Testing is ultimately about finding out your CAG repeat—and this can be done with a blood test. But taking a predictive test in order to find out whether you will get Huntington’s disease or not is a huge decision to make in one’s life, and an enormous thing to deal with emotionally. What if a person gets a positive result? Would they be able to cope? Can they live positively with this news? These are questions that have to be asked, and that is why, before anybody can have a predictive test for Huntington’s disease, they should undergo genetic counseling. How long the counseling takes depends on you and your counselor, and your particular personal circumstances but generally it can take anything from 2-6 months. In that time many things are discussed, as one Genetic Counselor explains:
“It’s very much a two way process whereby you can explore the option of a predictive test and what it entails, including the possible test outcomes. There may be discussions around alternatives to testing, possible impact on other family members and the question of timing of the test. It can vary how ready an individual feels to proceed with a test—and that’s fine—we’d want to take it at a pace that feels right for the individual.”
Tiffany, Genetic Counselor
To begin the testing process you usually need to speak with your doctor, who will then put you in contact with your local genetics department. In order to be tested you normally have to be at least 18 years old – although if you are under 18, you can still speak with a genetic counselor about what a test involves and any other issues you may have with regards to Huntington’s disease.
If at any stage during the counseling process you change your mind and do not want to be tested, you can stop the process straight away. Some people even get all the way to having their blood taken and decide now is not the right time for them to hear their results, so they ask for their results to be kept under lock and key until they feel ready to collect them. The doctors and genetic counselors will not read your results until you’ve decided to receive the news.
It Is Your Choice
It is very important to remember that testing is a personal choice – a choice only you have the right to make. Some people in your life may tell you to test or not to test. But it is not up to them at all – it is entirely your decision and you should only get tested if you are sure this is what you want.
There is no right or wrong answer when it comes to making a decision about testing. We all live different lives and we all make different decisions. Some will choose to test (& will vary at what stage in their life they choose to do so), others will not – there are perfectly good reasons for deciding one way or the other. Although it is your decision, you may also wish to discuss your feelings with those closest to you (like a partner) for whom the result will also have a bearing. But ultimately it is your choice.
Emotional Aspects of the Testing Process
Aside from the practical ways to be prepared, testing is also a very emotional process from start to finish. From making the decision to test, going to your genetic counseling sessions, having your blood taken and receiving your result – each stage provides its own emotional hurdles to overcome.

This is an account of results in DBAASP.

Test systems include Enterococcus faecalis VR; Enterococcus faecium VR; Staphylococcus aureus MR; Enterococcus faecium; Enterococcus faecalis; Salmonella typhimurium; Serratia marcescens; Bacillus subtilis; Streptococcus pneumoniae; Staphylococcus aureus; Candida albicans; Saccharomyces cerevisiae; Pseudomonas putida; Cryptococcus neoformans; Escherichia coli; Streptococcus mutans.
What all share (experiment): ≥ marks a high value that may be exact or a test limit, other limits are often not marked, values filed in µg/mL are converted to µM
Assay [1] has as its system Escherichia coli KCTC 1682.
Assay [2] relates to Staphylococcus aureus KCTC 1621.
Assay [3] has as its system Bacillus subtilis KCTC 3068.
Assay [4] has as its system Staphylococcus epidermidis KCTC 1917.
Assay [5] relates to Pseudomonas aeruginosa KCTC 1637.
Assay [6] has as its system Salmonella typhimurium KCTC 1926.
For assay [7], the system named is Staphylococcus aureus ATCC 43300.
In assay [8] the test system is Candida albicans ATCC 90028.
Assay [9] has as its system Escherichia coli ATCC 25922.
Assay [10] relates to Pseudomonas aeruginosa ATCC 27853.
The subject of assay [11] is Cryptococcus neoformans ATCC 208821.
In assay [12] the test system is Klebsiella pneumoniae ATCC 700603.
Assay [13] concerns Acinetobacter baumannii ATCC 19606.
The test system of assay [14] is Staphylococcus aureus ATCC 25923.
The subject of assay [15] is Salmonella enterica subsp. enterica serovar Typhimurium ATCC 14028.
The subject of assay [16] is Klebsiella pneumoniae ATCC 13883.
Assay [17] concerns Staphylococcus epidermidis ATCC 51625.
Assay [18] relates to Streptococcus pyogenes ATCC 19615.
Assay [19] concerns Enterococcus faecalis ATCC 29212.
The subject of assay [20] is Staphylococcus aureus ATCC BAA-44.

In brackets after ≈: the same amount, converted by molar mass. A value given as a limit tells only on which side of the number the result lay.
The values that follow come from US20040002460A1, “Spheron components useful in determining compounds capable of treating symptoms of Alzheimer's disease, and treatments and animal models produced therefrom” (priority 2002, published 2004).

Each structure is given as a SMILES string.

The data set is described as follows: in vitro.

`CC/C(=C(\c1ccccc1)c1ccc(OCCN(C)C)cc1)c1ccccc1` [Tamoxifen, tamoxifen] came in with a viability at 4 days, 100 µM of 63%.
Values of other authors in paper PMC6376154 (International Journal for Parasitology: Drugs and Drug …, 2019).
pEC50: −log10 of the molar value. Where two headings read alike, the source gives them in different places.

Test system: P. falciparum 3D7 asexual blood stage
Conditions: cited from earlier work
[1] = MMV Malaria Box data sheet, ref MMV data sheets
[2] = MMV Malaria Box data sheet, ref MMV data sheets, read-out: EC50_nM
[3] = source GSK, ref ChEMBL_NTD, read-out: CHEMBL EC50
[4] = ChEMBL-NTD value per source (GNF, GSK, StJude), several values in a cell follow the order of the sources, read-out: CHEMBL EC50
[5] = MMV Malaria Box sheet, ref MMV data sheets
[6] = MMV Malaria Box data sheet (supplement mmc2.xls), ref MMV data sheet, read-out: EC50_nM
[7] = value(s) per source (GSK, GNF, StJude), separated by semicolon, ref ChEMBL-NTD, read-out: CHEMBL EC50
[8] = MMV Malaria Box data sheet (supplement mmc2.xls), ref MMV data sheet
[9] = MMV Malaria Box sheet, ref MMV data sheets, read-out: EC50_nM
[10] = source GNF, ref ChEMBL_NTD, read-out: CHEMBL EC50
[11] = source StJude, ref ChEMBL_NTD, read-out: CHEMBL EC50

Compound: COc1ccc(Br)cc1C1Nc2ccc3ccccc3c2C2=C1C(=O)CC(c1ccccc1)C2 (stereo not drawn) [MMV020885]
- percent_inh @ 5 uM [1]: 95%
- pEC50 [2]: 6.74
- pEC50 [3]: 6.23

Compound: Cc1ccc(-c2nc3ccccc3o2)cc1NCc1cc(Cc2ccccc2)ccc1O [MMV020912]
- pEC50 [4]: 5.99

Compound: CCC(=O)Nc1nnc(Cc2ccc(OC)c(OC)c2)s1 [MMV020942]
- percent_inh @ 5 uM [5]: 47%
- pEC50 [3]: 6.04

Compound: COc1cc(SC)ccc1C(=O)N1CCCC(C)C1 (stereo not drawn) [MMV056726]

Dealing with the emotions of testing is incredibly challenging for anyone. When you take into account that the whole process can take months, it can become very difficult for a person to maintain their calm throughout. You may have many ups and downs during the process, don’t be alarmed by this, it is quite normal and you should keep discussing your emotions with the genetic counselor (that is what they are there for). You could also seek advice from others who have gone through the testing process for Huntington’s disease already and have faced the same emotions and difficulties.
The Waiting Period
There is a part of the testing process that has not been highlighted yet, ‘the waiting period’. This period covers the time between having your blood sample taken and receiving your test results. People have to wait for weeks in-between their blood being taken and their test results appointment. Just how long that wait is depends on where you live and the clinic you are using. But this can be an incredibly difficult time for a person in the testing process; those weeks can often feel like months! People can become very anxious during the waiting period and it is important to try and stay busy during this time.
If you feel it would be helpful to speak to your genetic counselor during this period do call them (they will not know your result at this stage). Or again, seek advice and support from those who have experienced the waiting period themselves – this can be quite comforting.
Preparing for Your Results
Preparing for results is another challenging aspect of the testing process. Many people tend to develop a ‘feeling’ one way or the other about whether they are going to test positive or negative. Obviously you can’t guess or ‘feel’ what result you are going to get, and these guesses can end up causing more shock when you receive your results (should you get the result you weren’t expecting). It can often be good just to remind yourself during the process that until you test you are ‘at-risk’, rather than trying to guess one way or the other. However, preparing for your results can be useful and during your counseling you may be asked to think about what you will do if you test positive or negative. This is a good exercise because it allows you to really think and plan how you will react to your results, whatever they may be.